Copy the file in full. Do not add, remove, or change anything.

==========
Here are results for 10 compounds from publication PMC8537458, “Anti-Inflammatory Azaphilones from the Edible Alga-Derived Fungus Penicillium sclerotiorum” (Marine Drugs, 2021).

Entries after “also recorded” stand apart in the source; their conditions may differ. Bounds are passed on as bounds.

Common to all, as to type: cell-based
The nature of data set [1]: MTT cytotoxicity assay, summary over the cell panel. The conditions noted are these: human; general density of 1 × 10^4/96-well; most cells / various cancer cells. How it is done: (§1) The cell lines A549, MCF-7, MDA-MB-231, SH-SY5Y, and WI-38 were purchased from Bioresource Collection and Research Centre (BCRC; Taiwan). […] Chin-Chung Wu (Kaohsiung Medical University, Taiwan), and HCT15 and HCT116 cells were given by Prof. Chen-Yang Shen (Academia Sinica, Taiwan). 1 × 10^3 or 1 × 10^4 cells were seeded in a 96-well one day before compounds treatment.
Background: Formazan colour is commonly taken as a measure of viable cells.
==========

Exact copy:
Here are results for 10 compounds from publication PMC8537458, “Anti-Inflammatory Azaphilones from the Edible Alga-Derived Fungus Penicillium sclerotiorum” (Marine Drugs, 2021).

Entries after “also recorded” stand apart in the source; their conditions may differ. Bounds are passed on as bounds.

Common to all, as to type: cell-based
The nature of data set [1]: MTT cytotoxicity assay, summary over the cell panel. The conditions noted are these: human; general density of 1 × 10^4/96-well; most cells / various cancer cells. How it is done: (§1) The cell lines A549, MCF-7, MDA-MB-231, SH-SY5Y, and WI-38 were purchased from Bioresource Collection and Research Centre (BCRC; Taiwan). […] Chin-Chung Wu (Kaohsiung Medical University, Taiwan), and HCT15 and HCT116 cells were given by Prof. Chen-Yang Shen (Academia Sinica, Taiwan). 1 × 10^3 or 1 × 10^4 cells were seeded in a 96-well one day before compounds treatment.
Background: Formazan colour is commonly taken as a measure of viable cells.